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Upcoming Hearings Regarding Historic Preservation Benefits

City Council adopted a preservation ordinance in 1972, creating the Historic Preservation Commission (HPC). Within two years the historic districts were established and designation, primarily of publicly owned properties, began. With the guidance of HPC, in 1980 the Planning Office developed the “City of Aspen Inventory of Historic Landmark Sites and Structures” listing significant historic resources that met criteria for designation and protection.
Today the Inventory contains 300 properties from both Victorian and Modern eras, which are subject to design for any proposed alterations. The mission of the historic preservation program, as stated in the Municipal Code (Section 26.415.010), is to promote the health, safety and welfare through the protection, enhancement and preservation of those properties, areas and sites, which represent the distinctive elements of Aspen’s cultural, educational, social, economic, political and architectural history.
To balance the restrictions that may be associated with the historic preservation and encourage good preservation practices, HPC and City Council can grant certain benefits. The benefits have allowed the City to act as a partner in preservation, providing support to property owners responsible for stewardship of the community’s heritage. Since the adoption of the benefits in 1987, no significant changes have been made. With the participation of the community, City Council and HPC would like to update and improve the Historic Preservation Benefits to better serve the community.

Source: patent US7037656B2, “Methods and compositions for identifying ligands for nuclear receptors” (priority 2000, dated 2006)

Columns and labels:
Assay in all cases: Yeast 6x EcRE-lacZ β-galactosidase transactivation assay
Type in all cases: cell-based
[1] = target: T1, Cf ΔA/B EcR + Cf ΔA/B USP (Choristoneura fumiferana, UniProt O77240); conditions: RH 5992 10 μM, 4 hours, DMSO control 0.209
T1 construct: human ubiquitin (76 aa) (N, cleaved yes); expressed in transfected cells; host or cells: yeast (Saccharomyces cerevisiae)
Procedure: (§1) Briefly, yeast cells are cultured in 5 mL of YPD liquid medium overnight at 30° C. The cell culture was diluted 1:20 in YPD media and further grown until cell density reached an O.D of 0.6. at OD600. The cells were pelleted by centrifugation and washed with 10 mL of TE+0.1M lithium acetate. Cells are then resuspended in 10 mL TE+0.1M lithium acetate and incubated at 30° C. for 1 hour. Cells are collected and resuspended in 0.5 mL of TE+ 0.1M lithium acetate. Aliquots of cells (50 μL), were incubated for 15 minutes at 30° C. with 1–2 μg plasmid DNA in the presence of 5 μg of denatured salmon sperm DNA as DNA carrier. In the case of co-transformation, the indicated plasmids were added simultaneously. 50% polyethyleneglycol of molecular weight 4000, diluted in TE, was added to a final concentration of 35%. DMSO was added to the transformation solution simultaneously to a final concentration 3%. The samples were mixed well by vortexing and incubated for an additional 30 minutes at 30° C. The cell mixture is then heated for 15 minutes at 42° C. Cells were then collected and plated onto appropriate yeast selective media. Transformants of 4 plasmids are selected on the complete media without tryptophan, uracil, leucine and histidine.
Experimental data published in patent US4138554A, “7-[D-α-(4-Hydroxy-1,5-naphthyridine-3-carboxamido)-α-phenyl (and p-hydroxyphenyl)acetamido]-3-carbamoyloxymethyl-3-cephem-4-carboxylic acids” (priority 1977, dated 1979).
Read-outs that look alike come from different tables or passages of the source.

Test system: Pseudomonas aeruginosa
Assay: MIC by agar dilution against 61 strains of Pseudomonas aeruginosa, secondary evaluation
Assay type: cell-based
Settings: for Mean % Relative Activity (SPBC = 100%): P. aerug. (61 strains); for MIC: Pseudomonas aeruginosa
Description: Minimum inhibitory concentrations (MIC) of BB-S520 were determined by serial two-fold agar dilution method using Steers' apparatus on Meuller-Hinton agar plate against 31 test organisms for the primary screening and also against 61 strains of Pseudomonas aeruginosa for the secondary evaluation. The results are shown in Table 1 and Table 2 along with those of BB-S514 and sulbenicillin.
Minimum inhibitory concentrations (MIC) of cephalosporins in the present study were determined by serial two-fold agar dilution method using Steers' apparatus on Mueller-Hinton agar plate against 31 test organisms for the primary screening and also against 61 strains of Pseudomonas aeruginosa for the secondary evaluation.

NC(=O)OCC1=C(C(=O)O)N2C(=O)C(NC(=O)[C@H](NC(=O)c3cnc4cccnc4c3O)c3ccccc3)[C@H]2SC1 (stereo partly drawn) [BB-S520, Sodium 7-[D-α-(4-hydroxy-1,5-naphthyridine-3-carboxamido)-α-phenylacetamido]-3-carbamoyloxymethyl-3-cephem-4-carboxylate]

To participate in the evaluation of changes to the benefits, please attend upcoming City Council meetings, all at Aspen City Hall, 130 S. Galena Street, 5:00 p.m.

Policy Resolution:  Monday, September 17th
First Reading: Monday, September 24th
Second Reading: Monday, October 8th

Or Contact Amy Simon, Historic Preservation Officer at

Sandwich Board Signs

In 2015 the U.S. Supreme Court ruled in Reed vs. Town of Gilbert that municipal governments could no longer regulate signs based on content. The Court found that the content of signs is protected under the First Amendment as freedom of speech.   This means that governments nationwide must amend their sign codes.  Based on public input in 2017, the City amended its sign code. 
As a result of the Supreme County ruling, sandwich board signs in Aspen are scheduled to be phased out on September 28th, 2018.  In response to public comment from the business community regarding Council’s 2017 decision to eliminate sandwich board signs from downtown, Council will consider possible amendments to the sign code on September 17th and 24th based on your feedback. 
The City is now seeking your input regarding the best way to regulate sandwich board signs for commercial businesses.  Please take a minute to fill out this brief survey:
You may also contact Phillip Supino, Principal Long-Range Planner, with any questions:
970.429.2767  |

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